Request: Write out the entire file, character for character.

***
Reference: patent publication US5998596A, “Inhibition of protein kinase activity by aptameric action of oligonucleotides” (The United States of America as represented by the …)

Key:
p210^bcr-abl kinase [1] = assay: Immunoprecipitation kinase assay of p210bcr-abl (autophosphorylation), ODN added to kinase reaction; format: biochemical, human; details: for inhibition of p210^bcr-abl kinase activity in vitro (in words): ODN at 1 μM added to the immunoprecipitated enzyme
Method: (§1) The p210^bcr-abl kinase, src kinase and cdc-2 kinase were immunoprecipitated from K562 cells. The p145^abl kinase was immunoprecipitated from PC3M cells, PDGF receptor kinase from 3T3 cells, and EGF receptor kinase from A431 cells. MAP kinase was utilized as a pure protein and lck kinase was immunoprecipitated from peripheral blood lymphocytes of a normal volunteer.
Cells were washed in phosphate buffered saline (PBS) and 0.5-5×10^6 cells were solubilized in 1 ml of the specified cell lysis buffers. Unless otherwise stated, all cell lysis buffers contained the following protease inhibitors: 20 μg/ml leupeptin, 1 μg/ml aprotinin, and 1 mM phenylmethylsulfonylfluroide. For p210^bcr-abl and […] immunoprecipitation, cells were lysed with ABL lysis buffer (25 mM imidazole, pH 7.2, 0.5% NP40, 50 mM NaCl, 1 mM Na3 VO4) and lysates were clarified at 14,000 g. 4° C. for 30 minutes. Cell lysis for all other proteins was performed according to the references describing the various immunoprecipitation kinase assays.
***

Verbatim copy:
Reference: patent publication US5998596A, “Inhibition of protein kinase activity by aptameric action of oligonucleotides” (The United States of America as represented by the …)

Key:
p210^bcr-abl kinase [1] = assay: Immunoprecipitation kinase assay of p210bcr-abl (autophosphorylation), ODN added to kinase reaction; format: biochemical, human; details: for inhibition of p210^bcr-abl kinase activity in vitro (in words): ODN at 1 μM added to the immunoprecipitated enzyme
Method: (§1) The p210^bcr-abl kinase, src kinase and cdc-2 kinase were immunoprecipitated from K562 cells. The p145^abl kinase was immunoprecipitated from PC3M cells, PDGF receptor kinase from 3T3 cells, and EGF receptor kinase from A431 cells. MAP kinase was utilized as a pure protein and lck kinase was immunoprecipitated from peripheral blood lymphocytes of a normal volunteer.
Cells were washed in phosphate buffered saline (PBS) and 0.5-5×10^6 cells were solubilized in 1 ml of the specified cell lysis buffers. Unless otherwise stated, all cell lysis buffers contained the following protease inhibitors: 20 μg/ml leupeptin, 1 μg/ml aprotinin, and 1 mM phenylmethylsulfonylfluroide. For p210^bcr-abl and […] immunoprecipitation, cells were lysed with ABL lysis buffer (25 mM imidazole, pH 7.2, 0.5% NP40, 50 mM NaCl, 1 mM Na3 VO4) and lysates were clarified at 14,000 g. 4° C. for 30 minutes. Cell lysis for all other proteins was performed according to the references describing the various immunoprecipitation kinase assays.